We are pleased to announce the winners of Synopsys’ 2021 Robert S. Hilbert Memorial Optical Design Competition. Our annual competition celebrates exceptional optical design research projects by college students in North America who use Synopsys’ optical software solutions. The competition is open to students working toward a bachelor’s, master’s, or doctorate degree.
This year, students from the California Polytechnic State University at San Luis Obispo, Columbia University, the University of Arizona, the University of North Carolina at Charlotte, and the University of Rochester received awards for their submissions.
“We appreciate the time and dedication the students participating in this year’s competition put into their studies,” said Stuart David, vice president of Synopsys Optical Solutions. “We had a record number of entries from many schools across North America, and the bar was set high. I congratulate the 2021 award winners, and sincerely thank each student who shared their hard work with us.”
Meet the 2021 Award Recipients
Amir Hashemizad is an undergraduate in electrical engineering at California Polytechnic State University at San Luis Obispo. Hashemizad received an award for his project titled, “SOI Subwavelength Grating Waveguide.” He used the RSoft Photonic Device Tools to design a silicon-on-insulator (SOI) waveguide, a nano-scale photonic component used in telecommunications.
“I’m very grateful to receive this award as I further my academic interest in photonics and optics,” said Hashemizad. “This project was my first real foray into the field and it sure feels like a good sign. I’d like to thank Dr. Dennis Derickson for a great introduction to photonics, and Dr. Ying Zhou for her time and effort introducing us to the RSoft tools.”
Kaylx Jang is a Ph.D. candidate in electrical engineering at Columbia University studying photonics in Professor Keren Bergman’s group. Jang received an award for his project titled, “40-Wavelength, High-Density, Low Loss, C-band Demultiplexer.” He used the PIC Design Suite to design a dense wavelength-division multiplexing (DWDM) receiver system for data communications.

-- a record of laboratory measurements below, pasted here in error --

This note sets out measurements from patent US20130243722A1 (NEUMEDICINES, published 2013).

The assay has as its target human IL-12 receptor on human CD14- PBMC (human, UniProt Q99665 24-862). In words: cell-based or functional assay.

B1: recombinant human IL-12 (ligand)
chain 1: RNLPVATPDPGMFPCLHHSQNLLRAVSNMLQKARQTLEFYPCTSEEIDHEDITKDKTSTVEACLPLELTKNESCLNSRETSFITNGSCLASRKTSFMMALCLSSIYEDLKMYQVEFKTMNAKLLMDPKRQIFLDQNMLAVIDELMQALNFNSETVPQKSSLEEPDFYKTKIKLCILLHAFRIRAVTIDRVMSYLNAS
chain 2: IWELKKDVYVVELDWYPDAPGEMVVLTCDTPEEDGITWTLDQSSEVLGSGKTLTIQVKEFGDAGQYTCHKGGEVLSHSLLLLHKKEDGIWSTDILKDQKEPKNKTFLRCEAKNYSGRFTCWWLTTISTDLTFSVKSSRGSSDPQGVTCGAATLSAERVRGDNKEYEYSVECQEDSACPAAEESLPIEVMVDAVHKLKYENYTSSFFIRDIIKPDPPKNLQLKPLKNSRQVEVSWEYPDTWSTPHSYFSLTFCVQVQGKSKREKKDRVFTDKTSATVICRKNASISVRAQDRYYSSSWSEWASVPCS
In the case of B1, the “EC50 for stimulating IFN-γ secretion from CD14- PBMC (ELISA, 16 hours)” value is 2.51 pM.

“This project and software were integral in building a strong intellectual foundation for my research,” said Jang. “I am grateful for the support of my professor Alex Meng and fellow classmates. I appreciate that Synopsys is hosting this competition and awarding students for their efforts.”
Elliott Kwan is a Ph.D. candidate in optical sciences at the University of Arizona. Kwan received an award for his project titled, “Tri-Aperture Monocular Laparoscopic Objective for Stereoscopic and Wide Field of View Acquisition.” He used CODE V to create a laparoscope lens design that provides simultaneous stereoscopic views.
“It has been a pleasure learning optical design in CODE V,” said Kwan. “The experience of designing and prototyping a novel laparoscope with this software has strengthened my confidence as an optical engineer. I am grateful for receiving this award, and I look forward to continuing pushing the boundaries of optical technology.”
Jace Malm, Avalon McLeod, Lam Nguyen, and Sebastian Valencia are undergraduates in optical sciences at the University of Arizona. The team received an award for their project titled, “FOV Scanner for OASIS THz Telescope.” They used CODE V to design a field of view (FOV) scanner for an all-reflective terahertz (THz) space telescope with an inflatable primary mirror.
The team provided the following comments:
“I have no doubt that teamwork was the key to this project’s success,” said Malm. “Communication, dedication, and hard work is what made it all possible. I would like to thank Synopsys for the opportunity to share our work with others and for the support of our professor, Dr. Yuzuru Takashima. Without his guidance and encouragement to submit our work, none if this would be attainable.”
“Receiving this award is a wonderful honor,” said McLeod. “I would like to thank Synopsys for their continued support of students and members of the Optical Sciences community, and for presenting this award to our design group. I would also like to thank Professor Dr. Yuzuru Takashima for his guidance and support throughout the design process. Working on and overcoming obstacles within the design has taught me a great deal and I am very thankful for all the hard work put in by my teammates.”